DEC 17 — My column in The Malaysian Insider talked about ideas and I’ll like to provide an appendix to that discussion.
In my second year in uni I took up a course in critical and creative thinking under former dean Prof Dr Ahmad Bajunid. There were just the three of us and classes were after Friday prayers, which are the slots everyone on campus works hard to not have.
But I liked the class.
Prof Bajunid was just this fun guy, and he did more in the way of encouraging than any previous lecturers I had and would have to the completion of my first degree.
We had to be creative to come up with ideas, without prejudice. Generate them without the critical disposition of the average person kicks in. The idea is paramount, not its limitation. The overemphasis to prove it wrong is self-defeating.
Then the ideas have to be realised in terms of the world we live in, a tangible thing possible — this is the critical part.
Once the idea is real, then we have to ask ourselves the commercial potential of an idea.
This probably explains why most inventors in history were never the richest. The guy with the eye on the selling of an idea tends to make the money, rather than the dude with the idea.
I’m trying to underline that ideas, need process to mean something meaningful. From their conception to end execution and appraisal. But the key component is consistency in the process, and more paramount than that, respect for the process.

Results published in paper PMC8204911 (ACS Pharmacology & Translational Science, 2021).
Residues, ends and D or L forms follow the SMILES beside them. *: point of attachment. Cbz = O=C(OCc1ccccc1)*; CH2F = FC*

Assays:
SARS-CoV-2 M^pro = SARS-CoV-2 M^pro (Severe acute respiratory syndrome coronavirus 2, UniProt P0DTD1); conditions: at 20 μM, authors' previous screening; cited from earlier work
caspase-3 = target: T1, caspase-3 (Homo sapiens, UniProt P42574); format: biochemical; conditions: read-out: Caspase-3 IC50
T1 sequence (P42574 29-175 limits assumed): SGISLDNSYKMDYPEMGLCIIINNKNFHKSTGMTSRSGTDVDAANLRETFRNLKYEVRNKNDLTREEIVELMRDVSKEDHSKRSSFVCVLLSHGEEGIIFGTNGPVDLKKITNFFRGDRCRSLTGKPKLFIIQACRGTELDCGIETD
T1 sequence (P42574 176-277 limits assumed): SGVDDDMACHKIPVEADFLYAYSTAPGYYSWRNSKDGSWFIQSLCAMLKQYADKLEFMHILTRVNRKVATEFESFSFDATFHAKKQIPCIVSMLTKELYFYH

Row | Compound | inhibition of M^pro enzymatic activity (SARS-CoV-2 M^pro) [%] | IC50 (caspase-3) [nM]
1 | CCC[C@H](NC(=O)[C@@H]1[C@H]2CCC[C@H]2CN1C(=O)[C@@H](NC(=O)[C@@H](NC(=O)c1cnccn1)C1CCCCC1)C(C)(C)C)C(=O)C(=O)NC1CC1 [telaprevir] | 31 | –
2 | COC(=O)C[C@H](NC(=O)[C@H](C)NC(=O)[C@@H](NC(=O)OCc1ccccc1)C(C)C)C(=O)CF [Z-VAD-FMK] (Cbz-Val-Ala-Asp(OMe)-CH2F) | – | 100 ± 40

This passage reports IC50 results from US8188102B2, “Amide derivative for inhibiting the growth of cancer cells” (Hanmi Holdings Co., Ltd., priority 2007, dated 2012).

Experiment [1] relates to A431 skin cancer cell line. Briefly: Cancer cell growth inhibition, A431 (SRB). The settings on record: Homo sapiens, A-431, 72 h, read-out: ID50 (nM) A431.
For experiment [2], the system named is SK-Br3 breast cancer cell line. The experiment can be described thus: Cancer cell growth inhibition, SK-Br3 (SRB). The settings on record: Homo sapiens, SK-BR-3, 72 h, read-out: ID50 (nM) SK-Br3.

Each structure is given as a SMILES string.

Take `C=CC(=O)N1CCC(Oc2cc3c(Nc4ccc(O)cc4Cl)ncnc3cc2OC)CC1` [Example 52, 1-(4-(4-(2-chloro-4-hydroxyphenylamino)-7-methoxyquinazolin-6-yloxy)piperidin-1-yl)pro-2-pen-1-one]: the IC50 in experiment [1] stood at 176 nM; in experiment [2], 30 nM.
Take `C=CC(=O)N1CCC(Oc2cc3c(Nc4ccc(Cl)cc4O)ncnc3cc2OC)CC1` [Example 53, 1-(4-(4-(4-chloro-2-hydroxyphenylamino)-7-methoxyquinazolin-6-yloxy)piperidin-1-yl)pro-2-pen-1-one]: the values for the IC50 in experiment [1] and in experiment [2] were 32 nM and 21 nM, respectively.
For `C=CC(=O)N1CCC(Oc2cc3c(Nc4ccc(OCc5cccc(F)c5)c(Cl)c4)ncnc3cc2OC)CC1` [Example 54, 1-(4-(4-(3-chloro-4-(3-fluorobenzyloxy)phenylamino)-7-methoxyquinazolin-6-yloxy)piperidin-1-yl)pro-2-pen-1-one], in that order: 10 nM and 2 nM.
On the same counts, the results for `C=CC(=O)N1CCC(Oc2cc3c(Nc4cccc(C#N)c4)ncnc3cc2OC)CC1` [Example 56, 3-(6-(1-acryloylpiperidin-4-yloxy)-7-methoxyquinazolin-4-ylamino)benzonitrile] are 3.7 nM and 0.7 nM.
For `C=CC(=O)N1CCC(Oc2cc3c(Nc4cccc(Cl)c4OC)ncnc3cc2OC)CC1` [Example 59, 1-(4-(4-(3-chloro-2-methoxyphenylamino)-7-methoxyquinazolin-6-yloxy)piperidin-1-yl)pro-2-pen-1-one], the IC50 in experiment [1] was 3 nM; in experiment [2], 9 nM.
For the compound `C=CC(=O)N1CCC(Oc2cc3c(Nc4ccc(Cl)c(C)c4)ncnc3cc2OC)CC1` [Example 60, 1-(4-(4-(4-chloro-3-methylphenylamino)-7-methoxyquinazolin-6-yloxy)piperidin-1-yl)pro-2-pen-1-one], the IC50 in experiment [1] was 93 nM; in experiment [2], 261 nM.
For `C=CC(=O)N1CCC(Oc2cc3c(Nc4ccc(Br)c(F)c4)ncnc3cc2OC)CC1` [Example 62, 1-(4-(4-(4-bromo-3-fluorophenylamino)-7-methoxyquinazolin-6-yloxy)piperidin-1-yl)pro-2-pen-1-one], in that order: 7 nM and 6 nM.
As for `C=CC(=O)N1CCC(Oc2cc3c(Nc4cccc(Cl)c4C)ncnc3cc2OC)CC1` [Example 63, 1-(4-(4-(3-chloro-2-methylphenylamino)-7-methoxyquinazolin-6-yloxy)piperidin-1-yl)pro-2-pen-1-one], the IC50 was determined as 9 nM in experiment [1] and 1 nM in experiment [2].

Which is where things go all so wrong in Malaysia most often. Process is important only as far as it serves the interest of the ruling class, and therefore everything else follows from the will of those in power.
Ideas always suffer when the preference of the powerful is the only thing that matters.
And that is what we have here often.
If you want to build a mall in any part of the Klang Valley, questions like “why a mall, why there?”, “Who will benefit, and how about the other malls, other businesses”, “Will this mall create unfair repercussions to other businesses? How about the smaller business park a kilometre from it, will it compete unfairly?”, “Will the public transportation be overburdened?” and the questions go on.
They must be addressed in order for the idea to have value to all in the community, not just some.
But here in Malaysia 2010, it is just about who is the tan sri/datuk behind the project and which minister backs it.
That is why we keep getting horrible outcomes, and the fallout paid for by the people.